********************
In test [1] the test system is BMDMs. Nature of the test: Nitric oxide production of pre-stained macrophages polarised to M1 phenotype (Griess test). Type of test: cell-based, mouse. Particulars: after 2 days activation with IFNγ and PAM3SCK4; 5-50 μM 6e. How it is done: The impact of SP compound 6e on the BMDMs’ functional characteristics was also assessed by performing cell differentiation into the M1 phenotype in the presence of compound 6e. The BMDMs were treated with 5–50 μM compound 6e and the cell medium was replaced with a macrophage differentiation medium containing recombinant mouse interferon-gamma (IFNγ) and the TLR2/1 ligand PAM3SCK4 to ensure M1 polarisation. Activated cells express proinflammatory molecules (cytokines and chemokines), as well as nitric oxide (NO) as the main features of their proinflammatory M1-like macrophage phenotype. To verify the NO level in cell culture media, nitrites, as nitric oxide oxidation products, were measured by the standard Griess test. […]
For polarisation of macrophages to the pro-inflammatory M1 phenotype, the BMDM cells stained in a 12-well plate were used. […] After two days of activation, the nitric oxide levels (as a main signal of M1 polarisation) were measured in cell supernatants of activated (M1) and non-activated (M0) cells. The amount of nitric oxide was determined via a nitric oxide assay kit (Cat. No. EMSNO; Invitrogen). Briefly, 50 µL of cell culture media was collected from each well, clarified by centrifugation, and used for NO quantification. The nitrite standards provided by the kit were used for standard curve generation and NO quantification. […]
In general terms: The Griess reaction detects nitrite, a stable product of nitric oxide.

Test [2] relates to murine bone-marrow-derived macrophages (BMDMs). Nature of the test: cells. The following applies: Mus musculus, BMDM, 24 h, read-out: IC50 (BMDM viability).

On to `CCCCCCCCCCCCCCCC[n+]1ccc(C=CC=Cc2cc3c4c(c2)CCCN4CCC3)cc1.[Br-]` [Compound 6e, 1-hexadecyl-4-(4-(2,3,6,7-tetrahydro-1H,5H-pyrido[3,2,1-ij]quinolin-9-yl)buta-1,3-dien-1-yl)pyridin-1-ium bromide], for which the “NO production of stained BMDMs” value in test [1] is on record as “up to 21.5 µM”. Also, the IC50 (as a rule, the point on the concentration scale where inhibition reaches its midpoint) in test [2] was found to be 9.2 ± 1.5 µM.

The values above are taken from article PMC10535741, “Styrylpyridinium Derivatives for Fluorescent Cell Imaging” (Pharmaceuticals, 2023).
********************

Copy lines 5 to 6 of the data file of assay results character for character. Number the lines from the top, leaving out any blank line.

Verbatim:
On to `CCCCCCCCCCCCCCCC[n+]1ccc(C=CC=Cc2cc3c4c(c2)CCCN4CCC3)cc1.[Br-]` [Compound 6e, 1-hexadecyl-4-(4-(2,3,6,7-tetrahydro-1H,5H-pyrido[3,2,1-ij]quinolin-9-yl)buta-1,3-dien-1-yl)pyridin-1-ium bromide], for which the “NO production of stained BMDMs” value in test [1] is on record as “up to 21.5 µM”. Also, the IC50 (as a rule, the point on the concentration scale where inhibition reaches its midpoint) in test [2] was found to be 9.2 ± 1.5 µM.

The values above are taken from article PMC10535741, “Styrylpyridinium Derivatives for Fluorescent Cell Imaging” (Pharmaceuticals, 2023).